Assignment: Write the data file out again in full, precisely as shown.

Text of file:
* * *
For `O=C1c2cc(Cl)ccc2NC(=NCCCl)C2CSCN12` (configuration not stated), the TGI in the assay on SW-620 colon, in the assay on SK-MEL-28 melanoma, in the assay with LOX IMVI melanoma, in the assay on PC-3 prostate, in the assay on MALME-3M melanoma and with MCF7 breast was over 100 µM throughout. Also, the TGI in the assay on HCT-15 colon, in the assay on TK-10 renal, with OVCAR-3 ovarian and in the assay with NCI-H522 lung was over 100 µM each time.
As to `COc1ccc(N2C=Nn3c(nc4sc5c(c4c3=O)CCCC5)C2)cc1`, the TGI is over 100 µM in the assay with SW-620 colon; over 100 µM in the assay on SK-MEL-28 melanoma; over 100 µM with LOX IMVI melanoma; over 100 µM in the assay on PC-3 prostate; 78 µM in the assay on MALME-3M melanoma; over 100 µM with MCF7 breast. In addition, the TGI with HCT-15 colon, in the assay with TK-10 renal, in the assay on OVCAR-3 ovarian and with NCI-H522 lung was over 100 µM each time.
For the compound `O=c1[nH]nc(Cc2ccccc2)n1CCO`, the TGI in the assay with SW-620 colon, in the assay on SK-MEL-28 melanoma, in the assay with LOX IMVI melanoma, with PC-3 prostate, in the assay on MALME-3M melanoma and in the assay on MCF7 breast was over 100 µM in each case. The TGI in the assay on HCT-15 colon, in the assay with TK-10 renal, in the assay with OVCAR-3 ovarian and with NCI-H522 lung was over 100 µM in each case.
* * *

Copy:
For `O=C1c2cc(Cl)ccc2NC(=NCCCl)C2CSCN12` (configuration not stated), the TGI in the assay on SW-620 colon, in the assay on SK-MEL-28 melanoma, in the assay with LOX IMVI melanoma, in the assay on PC-3 prostate, in the assay on MALME-3M melanoma and with MCF7 breast was over 100 µM throughout. Also, the TGI in the assay on HCT-15 colon, in the assay on TK-10 renal, with OVCAR-3 ovarian and in the assay with NCI-H522 lung was over 100 µM each time.
As to `COc1ccc(N2C=Nn3c(nc4sc5c(c4c3=O)CCCC5)C2)cc1`, the TGI is over 100 µM in the assay with SW-620 colon; over 100 µM in the assay on SK-MEL-28 melanoma; over 100 µM with LOX IMVI melanoma; over 100 µM in the assay on PC-3 prostate; 78 µM in the assay on MALME-3M melanoma; over 100 µM with MCF7 breast. In addition, the TGI with HCT-15 colon, in the assay with TK-10 renal, in the assay on OVCAR-3 ovarian and with NCI-H522 lung was over 100 µM each time.
For the compound `O=c1[nH]nc(Cc2ccccc2)n1CCO`, the TGI in the assay with SW-620 colon, in the assay on SK-MEL-28 melanoma, in the assay with LOX IMVI melanoma, with PC-3 prostate, in the assay on MALME-3M melanoma and in the assay on MCF7 breast was over 100 µM in each case. The TGI in the assay on HCT-15 colon, in the assay with TK-10 renal, in the assay with OVCAR-3 ovarian and with NCI-H522 lung was over 100 µM in each case.